Six Crippling Realities We Must Address in Today’s Kids: Part 3
By Tim Elmore
This is part three of a three-part series that breaks down the six realities that kids today are facing. To read part one of the series, click here.
Today, we look at the final part of a three-part series on crippling realities that handicap today’s kids socially, emotionally, physically, intellectually, and spiritually. So far, we’ve examined these:
- Exposure is up. Experience is down.
- Stimulation is up. Critical thinking is down.
- Connections are up. Community is down.
- Opportunity is up. Risk-taking is down.
Let’s look at two more and what we can do to lead young people intentionally through these realities.
5. Anxiety is up. Activity is down.
There is a new pandemic happening today, a pandemic of anxiety and loneliness. I think it may be more sinister than COVID-19. Long before the coronavirus, in 2014, we began to see the effects of a smartphone on teens’ anxiety, depression, and panic attacks. Dr. Mark McDonald wrote, “The mental health problems are ones I have never seen in my career, not to this degree. Anxiety is up 300 percent. Depression is up 400 percent…every single mental illness, every behavioral problem, including substance abuse in older kids is going through the roof.”
No doubt, the reasons for this quandary are numerous, but at least one of the reasons is our sedentary lifestyles. Millions of us, including today’s generation of kids, are more sedentary than past generations, which can lead to unhealthy lives, both physically and mentally. We all know when kids are active, chemicals like dopamine, serotonin, and most of all, endorphins are released. Physical activity helps increase the production of your brain’s feel-good neurotransmitters. Although this function is often referred to as a runner’s high, any aerobic activity, such as a rousing game of tennis or a nature hike, can contribute to this same feeling. Sadly, our kids’ mental activity is up, thanks to all the social media feeds they receive, but their physical activity is down. This is a poor combination that requires balance.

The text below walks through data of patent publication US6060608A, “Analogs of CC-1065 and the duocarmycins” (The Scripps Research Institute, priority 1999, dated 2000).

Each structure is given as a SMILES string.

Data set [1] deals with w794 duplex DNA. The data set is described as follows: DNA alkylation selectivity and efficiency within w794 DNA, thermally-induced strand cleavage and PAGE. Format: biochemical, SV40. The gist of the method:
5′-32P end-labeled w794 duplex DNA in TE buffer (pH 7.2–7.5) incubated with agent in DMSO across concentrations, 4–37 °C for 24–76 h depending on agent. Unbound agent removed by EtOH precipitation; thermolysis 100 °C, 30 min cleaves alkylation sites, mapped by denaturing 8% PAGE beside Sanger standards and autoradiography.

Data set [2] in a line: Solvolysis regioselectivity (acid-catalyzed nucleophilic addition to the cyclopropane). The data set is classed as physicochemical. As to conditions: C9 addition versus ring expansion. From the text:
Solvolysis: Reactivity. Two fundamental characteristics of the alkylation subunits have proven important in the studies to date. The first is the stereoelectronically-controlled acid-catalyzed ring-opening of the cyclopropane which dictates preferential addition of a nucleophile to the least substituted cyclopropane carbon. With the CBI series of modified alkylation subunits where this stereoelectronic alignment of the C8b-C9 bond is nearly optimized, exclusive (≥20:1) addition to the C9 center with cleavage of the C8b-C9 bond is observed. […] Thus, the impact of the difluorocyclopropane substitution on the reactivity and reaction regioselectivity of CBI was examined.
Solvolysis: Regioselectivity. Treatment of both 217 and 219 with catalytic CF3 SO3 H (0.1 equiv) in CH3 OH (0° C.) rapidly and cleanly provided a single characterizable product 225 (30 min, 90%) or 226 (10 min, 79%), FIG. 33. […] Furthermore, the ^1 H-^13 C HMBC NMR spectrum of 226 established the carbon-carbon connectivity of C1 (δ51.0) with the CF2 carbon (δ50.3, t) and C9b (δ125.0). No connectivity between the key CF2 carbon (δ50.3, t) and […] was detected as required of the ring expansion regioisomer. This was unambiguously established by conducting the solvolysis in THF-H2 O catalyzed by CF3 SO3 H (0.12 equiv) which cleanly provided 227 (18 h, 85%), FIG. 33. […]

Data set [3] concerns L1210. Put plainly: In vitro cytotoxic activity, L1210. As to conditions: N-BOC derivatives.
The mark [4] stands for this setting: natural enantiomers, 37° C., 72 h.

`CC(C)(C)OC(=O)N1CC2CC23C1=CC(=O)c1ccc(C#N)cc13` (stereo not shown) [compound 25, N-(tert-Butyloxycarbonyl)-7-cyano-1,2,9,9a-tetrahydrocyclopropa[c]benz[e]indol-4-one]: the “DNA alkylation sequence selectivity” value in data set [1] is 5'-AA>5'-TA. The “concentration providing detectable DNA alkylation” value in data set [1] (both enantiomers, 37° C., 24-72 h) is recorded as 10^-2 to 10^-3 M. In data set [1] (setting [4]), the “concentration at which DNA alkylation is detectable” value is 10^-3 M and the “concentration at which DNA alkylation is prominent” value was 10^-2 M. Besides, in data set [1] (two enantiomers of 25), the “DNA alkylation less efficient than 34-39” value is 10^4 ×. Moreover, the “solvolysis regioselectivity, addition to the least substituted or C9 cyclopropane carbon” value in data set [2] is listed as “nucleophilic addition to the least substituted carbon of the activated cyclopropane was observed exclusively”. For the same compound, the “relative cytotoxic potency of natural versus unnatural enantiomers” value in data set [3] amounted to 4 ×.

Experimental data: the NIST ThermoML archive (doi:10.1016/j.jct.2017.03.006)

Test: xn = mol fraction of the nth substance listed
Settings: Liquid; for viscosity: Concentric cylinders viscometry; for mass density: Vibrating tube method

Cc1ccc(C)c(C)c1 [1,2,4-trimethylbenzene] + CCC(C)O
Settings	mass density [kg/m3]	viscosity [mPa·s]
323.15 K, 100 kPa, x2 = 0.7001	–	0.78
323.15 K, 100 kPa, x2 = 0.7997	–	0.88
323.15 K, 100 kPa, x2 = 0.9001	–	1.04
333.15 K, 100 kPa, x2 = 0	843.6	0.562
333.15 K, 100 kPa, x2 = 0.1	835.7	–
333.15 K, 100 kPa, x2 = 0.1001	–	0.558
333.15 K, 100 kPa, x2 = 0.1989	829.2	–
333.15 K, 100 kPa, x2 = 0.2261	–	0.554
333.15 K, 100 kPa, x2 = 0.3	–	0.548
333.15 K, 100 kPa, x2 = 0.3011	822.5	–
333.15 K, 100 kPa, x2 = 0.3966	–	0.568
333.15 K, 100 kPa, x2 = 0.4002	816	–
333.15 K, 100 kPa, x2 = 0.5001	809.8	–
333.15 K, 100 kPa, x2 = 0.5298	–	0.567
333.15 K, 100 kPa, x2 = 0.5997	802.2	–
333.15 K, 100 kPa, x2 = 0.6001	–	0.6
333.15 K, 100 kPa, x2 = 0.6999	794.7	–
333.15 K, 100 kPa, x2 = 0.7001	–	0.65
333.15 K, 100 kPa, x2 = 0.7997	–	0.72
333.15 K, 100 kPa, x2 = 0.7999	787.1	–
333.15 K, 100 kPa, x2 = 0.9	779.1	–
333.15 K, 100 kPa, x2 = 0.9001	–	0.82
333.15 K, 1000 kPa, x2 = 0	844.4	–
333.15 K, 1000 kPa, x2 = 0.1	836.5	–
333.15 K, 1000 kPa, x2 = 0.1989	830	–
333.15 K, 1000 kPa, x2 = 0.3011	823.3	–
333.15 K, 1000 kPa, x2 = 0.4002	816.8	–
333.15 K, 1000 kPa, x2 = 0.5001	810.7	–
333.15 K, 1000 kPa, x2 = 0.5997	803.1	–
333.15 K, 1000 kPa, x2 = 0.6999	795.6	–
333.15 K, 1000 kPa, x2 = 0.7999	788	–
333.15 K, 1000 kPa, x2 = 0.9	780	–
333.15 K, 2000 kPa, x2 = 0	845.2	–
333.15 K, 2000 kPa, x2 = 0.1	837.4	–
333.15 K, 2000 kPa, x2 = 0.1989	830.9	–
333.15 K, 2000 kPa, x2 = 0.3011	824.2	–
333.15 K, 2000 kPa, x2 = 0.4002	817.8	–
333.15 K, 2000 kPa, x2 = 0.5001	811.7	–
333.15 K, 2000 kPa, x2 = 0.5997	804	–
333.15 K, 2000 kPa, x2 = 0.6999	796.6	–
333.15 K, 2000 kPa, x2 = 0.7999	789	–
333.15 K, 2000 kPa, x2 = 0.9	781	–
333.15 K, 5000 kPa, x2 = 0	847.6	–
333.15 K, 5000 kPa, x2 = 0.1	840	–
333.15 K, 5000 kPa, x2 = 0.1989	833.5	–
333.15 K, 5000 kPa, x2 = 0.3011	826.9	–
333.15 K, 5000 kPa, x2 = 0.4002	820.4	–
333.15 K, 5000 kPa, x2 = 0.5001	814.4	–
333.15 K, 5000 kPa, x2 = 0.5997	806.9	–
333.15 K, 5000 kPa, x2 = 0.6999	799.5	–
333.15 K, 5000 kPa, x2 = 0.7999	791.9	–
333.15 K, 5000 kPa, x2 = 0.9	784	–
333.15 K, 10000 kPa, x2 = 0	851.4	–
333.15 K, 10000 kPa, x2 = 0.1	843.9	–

What should we do? The answer is not necessarily to minimize their mental activity but to balance their physical activity. That balance should be evaluated on a case-by-case basis. Every hour, what if you introduced a mental and physical balance break, encouraging them to go outside and exercise in some way? For example, they could run while listening to music or a podcast; they could shoot hoops while reviewing for their history exam; or they could jump on a trampoline while preparing for the spelling test. I know teachers who walk around the school campus outside (as weather permits) to review their subject. I know parents who take walks with their kids to unpack their day and process all that happened. This requires intentionality, but it may make the difference between a healthy and unhealthy adult.
6. Instant gratification is up. Resilience is down.
Teachers, coaches, and parents all want to see their students develop resilience. What we often fail to see is that this skill is almost always directly correlated to the ability to work and wait for results. When young people can continue their effort toward a goal—even when they don’t see quick results—they develop resilience in the meantime. The same emotional and mental muscles are in use. Today, all of us live in a “microwave world,” not a “crockpot world.” It’s a world that’s instant access and on-demand. In fact, research demonstrates that families whose income is over $70,000 a year must have hard conversations more often with their children (if they want their kids to learn to wait on that new portable device) than those who make less and can merely say, “We can’t afford that.”
When I grew up, a good parent gave their children whatever they needed. Today, parents often feel pressure to give their children whatever they want. Couple this with the fact that kids have immediate access to almost anything they want, and resilience feels unnecessary. They can quit and move on to the next shiny object. I have noticed that the more I get my way, the less resilient I become. Why? Resilience is about bouncing back from hardship. Today, we mitigate too many hardships for kids.
What should we do? Caring adults must introduce scenarios where young people must work and wait for what they want. This will be difficult unless we stay close to them, encouraging them to keep going. I recall a Stanford experiment years ago that tested how long people could stand barefooted in a bucket of ice water. One outcome was eye-opening: people could remain in the ice water twice as long on average when someone stood near them encouraging them to keep trying. It’s “learned industriousness,” a term created by psychologist Robert Eisenberger. This reality can overtake “learned helplessness” (a discovery made by Dr. Marty Seligman) when kids can see even small progress made by their efforts. We must help them spot progress.
Remember—you and I cannot do anything about our ancestors, but we can do something about our descendants. We can break these unhealthy patterns that ambushed us and lead today’s younger generations into health, balance, and leadership.